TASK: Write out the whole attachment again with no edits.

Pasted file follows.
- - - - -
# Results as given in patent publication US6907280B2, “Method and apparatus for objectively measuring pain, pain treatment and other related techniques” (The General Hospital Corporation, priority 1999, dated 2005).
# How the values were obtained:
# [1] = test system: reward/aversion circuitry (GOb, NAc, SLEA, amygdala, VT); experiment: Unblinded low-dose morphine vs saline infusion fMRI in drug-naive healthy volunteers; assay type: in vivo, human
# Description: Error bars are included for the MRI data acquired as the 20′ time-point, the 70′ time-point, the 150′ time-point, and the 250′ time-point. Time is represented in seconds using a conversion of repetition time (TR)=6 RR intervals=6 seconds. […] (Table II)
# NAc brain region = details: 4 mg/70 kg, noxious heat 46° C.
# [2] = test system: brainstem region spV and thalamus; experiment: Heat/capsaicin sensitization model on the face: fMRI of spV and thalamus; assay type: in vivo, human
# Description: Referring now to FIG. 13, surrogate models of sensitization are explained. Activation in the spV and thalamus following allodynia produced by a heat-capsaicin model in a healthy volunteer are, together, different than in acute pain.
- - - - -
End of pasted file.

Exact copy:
# Results as given in patent publication US6907280B2, “Method and apparatus for objectively measuring pain, pain treatment and other related techniques” (The General Hospital Corporation, priority 1999, dated 2005).
# How the values were obtained:
# [1] = test system: reward/aversion circuitry (GOb, NAc, SLEA, amygdala, VT); experiment: Unblinded low-dose morphine vs saline infusion fMRI in drug-naive healthy volunteers; assay type: in vivo, human
# Description: Error bars are included for the MRI data acquired as the 20′ time-point, the 70′ time-point, the 150′ time-point, and the 250′ time-point. Time is represented in seconds using a conversion of repetition time (TR)=6 RR intervals=6 seconds. […] (Table II)
# NAc brain region = details: 4 mg/70 kg, noxious heat 46° C.
# [2] = test system: brainstem region spV and thalamus; experiment: Heat/capsaicin sensitization model on the face: fMRI of spV and thalamus; assay type: in vivo, human
# Description: Referring now to FIG. 13, surrogate models of sensitization are explained. Activation in the spV and thalamus following allodynia produced by a heat-capsaicin model in a healthy volunteer are, together, different than in acute pain.